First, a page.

WARNING: As this comic is a sequel to the television series, it contains some minor spoilers from the show.

Sometimes the best things aren’t meant to be, and a Victorian period TV series rooted in Gothic horror drama featuring iconic characters from literature lasting long-term was too good to be true. Despite receiving critical acclaim and good ratings during its three-season run, Showtime’s Penny Dreadful – named after the label given to pulp serials of the 19th century often deemed cheap and lurid – ended last year following the departure of creator, John Logan. The decision to call it a day when they did was the plan all along, and while resisting the temptation to see their vision through was admirable, saying goodbye to this world was a hard pill to swallow for fans.

But, thankfully, the story lives on through Titan Comics. After publishing a well-received and thoroughly enjoyable prequel story last year, they’ve returned to the universe, this time with The Awakening, a sequel series exploring the aftermath of the events which transpired in the dramatic final episode. Here, six months have passed and Ethan Chandler is plagued by the death of his lover, Vanessa, whom he murdered per her request for the greater good. Feeling lost, devoid of purpose and unable to move on, little does he know that his doom and gloom will soon be exacerbated when a new threat arrives London with destruction on its mind. Elsewhere, in Egypt, Mr. Lyle and the Duke of Kent discover a sarcophagus whilst rummaging through a tomb boasting hieroglyphics which warn of disaster. Nothing good ever comes from meddling with the dead in these scenarios, but in this case the consequences could bring about the end of days.

Written by series producer Chris King with illustrations by Jesus Hervas, The Awakening is already shaping up to be a successor on par with Showtime’s cult phenomenon. King does an excellent job introducing a new story arc with long-term potential; steeped in Egyptian legend, doom prophecies and the occult. Without going into spoiler territory, let’s just say that, in true Penny Dreadful tradition, the universe’s mythology is expanded through the introduction of age-old names you’ll be familiar with. This is a world where all our favourite monsters could exist, and King has unleashed a formidable foe with a storied history – of the biblical kind. If you watched the show then you’ll have spotted the hints already, however; and while it’s a shame that we don’t get to see it transpire on screen, it does make for some engaging reading. Couple this with the ongoing narrative established by the TV show and you have a recipe for success.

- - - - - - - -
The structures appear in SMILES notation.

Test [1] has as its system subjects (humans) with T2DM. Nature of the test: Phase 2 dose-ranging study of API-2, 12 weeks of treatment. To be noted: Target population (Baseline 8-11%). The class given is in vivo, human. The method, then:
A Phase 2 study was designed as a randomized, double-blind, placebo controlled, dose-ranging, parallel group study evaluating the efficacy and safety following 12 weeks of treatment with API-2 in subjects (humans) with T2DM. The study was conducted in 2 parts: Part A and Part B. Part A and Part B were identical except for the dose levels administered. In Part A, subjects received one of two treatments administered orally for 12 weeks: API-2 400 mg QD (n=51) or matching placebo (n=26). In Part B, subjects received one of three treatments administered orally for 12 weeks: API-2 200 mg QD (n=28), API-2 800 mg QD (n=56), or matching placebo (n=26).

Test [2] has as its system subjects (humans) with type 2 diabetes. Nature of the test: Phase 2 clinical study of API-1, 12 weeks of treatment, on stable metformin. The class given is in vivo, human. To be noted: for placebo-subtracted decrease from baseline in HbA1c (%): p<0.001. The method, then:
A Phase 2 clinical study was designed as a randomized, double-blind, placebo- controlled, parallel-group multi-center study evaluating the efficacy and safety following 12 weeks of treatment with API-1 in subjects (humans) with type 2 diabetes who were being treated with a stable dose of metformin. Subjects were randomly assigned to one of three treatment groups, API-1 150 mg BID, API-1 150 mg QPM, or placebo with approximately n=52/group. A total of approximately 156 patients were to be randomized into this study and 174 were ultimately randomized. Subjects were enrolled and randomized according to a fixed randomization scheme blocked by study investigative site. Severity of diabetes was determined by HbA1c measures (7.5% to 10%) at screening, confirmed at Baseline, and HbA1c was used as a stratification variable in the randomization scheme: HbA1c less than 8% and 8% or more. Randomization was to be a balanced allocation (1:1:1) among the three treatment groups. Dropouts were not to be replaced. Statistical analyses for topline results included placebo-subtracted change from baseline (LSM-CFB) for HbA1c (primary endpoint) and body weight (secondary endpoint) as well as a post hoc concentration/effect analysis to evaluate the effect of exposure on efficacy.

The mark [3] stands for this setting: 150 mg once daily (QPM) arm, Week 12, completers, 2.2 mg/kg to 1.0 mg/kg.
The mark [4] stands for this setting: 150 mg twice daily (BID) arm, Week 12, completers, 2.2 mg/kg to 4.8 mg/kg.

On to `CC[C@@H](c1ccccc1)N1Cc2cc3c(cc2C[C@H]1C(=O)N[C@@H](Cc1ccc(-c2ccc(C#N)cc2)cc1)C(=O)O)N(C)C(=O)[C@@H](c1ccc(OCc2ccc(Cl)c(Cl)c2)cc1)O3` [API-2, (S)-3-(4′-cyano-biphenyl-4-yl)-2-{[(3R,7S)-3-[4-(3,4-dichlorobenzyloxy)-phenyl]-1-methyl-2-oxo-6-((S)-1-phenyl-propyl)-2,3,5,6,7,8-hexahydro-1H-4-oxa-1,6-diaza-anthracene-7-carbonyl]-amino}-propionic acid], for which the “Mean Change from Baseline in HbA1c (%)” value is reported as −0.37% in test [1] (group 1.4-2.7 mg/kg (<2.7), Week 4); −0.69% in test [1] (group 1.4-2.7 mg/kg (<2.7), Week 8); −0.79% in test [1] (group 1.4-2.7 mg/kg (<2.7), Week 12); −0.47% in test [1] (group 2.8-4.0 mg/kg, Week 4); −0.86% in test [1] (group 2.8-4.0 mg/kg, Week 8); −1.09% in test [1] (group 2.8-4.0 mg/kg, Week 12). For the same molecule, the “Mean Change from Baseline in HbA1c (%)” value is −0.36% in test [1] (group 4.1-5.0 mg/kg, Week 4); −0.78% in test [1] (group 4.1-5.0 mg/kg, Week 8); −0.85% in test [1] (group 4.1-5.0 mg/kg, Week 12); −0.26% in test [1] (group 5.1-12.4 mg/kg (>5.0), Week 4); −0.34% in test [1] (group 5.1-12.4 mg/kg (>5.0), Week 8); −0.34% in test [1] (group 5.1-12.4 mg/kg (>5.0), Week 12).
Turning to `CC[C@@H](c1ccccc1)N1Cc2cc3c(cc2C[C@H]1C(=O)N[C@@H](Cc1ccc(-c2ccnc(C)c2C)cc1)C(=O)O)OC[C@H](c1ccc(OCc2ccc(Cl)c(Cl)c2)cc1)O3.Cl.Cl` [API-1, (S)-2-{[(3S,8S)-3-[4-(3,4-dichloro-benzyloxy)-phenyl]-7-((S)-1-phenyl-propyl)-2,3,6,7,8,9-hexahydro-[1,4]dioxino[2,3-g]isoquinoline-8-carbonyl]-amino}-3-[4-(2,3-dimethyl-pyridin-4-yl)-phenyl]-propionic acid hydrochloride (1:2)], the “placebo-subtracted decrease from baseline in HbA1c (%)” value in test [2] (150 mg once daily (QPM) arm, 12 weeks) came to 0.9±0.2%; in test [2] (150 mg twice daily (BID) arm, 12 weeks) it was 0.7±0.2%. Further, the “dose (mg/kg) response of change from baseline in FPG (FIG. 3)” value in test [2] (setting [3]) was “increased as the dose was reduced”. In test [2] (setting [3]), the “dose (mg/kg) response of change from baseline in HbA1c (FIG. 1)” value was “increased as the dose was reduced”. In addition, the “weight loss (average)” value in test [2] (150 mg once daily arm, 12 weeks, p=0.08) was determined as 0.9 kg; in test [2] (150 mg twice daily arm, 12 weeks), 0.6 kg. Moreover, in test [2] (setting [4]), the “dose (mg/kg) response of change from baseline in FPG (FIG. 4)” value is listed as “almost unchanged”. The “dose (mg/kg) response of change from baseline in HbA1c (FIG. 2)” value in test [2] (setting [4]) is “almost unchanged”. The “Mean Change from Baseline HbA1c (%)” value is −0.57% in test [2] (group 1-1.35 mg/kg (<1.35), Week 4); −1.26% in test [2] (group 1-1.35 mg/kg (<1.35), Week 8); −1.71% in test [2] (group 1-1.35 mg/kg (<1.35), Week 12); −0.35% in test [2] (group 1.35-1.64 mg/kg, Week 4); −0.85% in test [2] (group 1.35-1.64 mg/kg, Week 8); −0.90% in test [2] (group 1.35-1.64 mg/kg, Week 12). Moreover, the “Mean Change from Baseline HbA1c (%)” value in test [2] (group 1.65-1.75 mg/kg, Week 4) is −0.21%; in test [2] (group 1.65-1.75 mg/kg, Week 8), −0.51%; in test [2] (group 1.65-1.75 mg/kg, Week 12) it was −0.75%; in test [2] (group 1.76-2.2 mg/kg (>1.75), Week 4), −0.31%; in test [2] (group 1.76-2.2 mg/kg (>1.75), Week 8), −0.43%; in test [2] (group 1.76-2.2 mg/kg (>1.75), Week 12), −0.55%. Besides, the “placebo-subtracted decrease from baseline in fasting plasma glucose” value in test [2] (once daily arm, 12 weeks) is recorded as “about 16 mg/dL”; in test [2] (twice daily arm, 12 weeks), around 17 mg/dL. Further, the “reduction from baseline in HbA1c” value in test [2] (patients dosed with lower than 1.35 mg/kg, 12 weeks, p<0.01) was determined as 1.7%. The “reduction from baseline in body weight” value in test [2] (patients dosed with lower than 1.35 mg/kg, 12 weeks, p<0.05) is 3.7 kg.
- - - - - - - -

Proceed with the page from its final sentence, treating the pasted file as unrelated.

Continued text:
Hervas’ artwork is understated but fitting; reminiscent of the horror comics of the 1970s, albeit with a modern touch, every panel is detailed and refreshingly old-fashioned – as it should be in a series like Penny Dreadful. Jason Wordie’s colouring work brings it all to life rather splendidly – and gruesomely. All in all, the combined talents of both artists make for a visual feast that’s immersive and will undoubtedly tickle the sensibilities of fans of Gothic genre fare of yesteryear. Here we have a series that’s operating triumphantly on every conceivable form from the get go, but the throwback style of the illustrations gives it some extra macabre charm.

Like the old serials of the 19th century, Penny Dreadful: The Awakening is unadulterated in its sensationalism; but, like the show, that’s what makes it so enjoyable. Whenever a universe like this presents itself, pray to the elder gods that it’s around long enough to see its potential fully realised. Penny Dreadful is a world which lends itself to its latest medium perfectly and long may it continue with Titan Comics, whose recent output has been mightily impressive. While it’s too early to make any bold predictions, on the strength of last year’s prequel series and now this, there’s no reason to suggest that Penny Dreadful in comics can’t become something truly special. Only time will tell, but for now, I highly recommend it.